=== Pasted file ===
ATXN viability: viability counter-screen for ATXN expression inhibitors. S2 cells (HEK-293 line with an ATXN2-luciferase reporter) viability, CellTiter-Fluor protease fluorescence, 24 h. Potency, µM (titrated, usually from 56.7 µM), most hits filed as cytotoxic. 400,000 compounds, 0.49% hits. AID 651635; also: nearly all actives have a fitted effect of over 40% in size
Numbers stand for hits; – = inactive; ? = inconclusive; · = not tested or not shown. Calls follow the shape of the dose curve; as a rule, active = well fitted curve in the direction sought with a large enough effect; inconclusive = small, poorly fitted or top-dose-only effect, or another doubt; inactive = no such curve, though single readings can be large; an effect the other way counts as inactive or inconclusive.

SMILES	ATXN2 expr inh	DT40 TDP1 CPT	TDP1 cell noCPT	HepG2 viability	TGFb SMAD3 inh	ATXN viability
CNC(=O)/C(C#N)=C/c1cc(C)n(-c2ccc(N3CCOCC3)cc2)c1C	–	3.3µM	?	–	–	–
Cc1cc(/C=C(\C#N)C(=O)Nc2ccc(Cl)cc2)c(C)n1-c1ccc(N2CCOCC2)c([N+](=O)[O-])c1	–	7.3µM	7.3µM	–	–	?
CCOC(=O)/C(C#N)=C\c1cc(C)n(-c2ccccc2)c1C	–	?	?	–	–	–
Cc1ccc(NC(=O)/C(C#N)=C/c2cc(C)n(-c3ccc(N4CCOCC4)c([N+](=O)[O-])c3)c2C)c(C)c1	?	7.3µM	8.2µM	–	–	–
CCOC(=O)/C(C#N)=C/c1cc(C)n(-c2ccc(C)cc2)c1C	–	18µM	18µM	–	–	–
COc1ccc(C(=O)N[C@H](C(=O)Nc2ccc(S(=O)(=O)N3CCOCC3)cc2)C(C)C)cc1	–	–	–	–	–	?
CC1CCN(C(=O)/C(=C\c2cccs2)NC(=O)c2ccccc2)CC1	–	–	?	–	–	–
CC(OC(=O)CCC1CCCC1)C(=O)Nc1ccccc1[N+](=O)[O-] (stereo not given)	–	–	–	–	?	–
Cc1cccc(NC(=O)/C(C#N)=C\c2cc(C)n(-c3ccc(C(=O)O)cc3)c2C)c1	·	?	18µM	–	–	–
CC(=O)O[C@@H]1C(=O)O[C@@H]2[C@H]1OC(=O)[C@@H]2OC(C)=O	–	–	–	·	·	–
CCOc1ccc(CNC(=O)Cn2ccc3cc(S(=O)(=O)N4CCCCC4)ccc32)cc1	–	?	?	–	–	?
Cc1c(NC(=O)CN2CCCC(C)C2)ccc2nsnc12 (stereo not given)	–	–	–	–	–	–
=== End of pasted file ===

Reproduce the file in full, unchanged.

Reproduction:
ATXN viability: viability counter-screen for ATXN expression inhibitors. S2 cells (HEK-293 line with an ATXN2-luciferase reporter) viability, CellTiter-Fluor protease fluorescence, 24 h. Potency, µM (titrated, usually from 56.7 µM), most hits filed as cytotoxic. 400,000 compounds, 0.49% hits. AID 651635; also: nearly all actives have a fitted effect of over 40% in size
Numbers stand for hits; – = inactive; ? = inconclusive; · = not tested or not shown. Calls follow the shape of the dose curve; as a rule, active = well fitted curve in the direction sought with a large enough effect; inconclusive = small, poorly fitted or top-dose-only effect, or another doubt; inactive = no such curve, though single readings can be large; an effect the other way counts as inactive or inconclusive.

SMILES	ATXN2 expr inh	DT40 TDP1 CPT	TDP1 cell noCPT	HepG2 viability	TGFb SMAD3 inh	ATXN viability
CNC(=O)/C(C#N)=C/c1cc(C)n(-c2ccc(N3CCOCC3)cc2)c1C	–	3.3µM	?	–	–	–
Cc1cc(/C=C(\C#N)C(=O)Nc2ccc(Cl)cc2)c(C)n1-c1ccc(N2CCOCC2)c([N+](=O)[O-])c1	–	7.3µM	7.3µM	–	–	?
CCOC(=O)/C(C#N)=C\c1cc(C)n(-c2ccccc2)c1C	–	?	?	–	–	–
Cc1ccc(NC(=O)/C(C#N)=C/c2cc(C)n(-c3ccc(N4CCOCC4)c([N+](=O)[O-])c3)c2C)c(C)c1	?	7.3µM	8.2µM	–	–	–
CCOC(=O)/C(C#N)=C/c1cc(C)n(-c2ccc(C)cc2)c1C	–	18µM	18µM	–	–	–
COc1ccc(C(=O)N[C@H](C(=O)Nc2ccc(S(=O)(=O)N3CCOCC3)cc2)C(C)C)cc1	–	–	–	–	–	?
CC1CCN(C(=O)/C(=C\c2cccs2)NC(=O)c2ccccc2)CC1	–	–	?	–	–	–
CC(OC(=O)CCC1CCCC1)C(=O)Nc1ccccc1[N+](=O)[O-] (stereo not given)	–	–	–	–	?	–
Cc1cccc(NC(=O)/C(C#N)=C\c2cc(C)n(-c3ccc(C(=O)O)cc3)c2C)c1	·	?	18µM	–	–	–
CC(=O)O[C@@H]1C(=O)O[C@@H]2[C@H]1OC(=O)[C@@H]2OC(C)=O	–	–	–	·	·	–
CCOc1ccc(CNC(=O)Cn2ccc3cc(S(=O)(=O)N4CCCCC4)ccc32)cc1	–	?	?	–	–	?
Cc1c(NC(=O)CN2CCCC(C)C2)ccc2nsnc12 (stereo not given)	–	–	–	–	–	–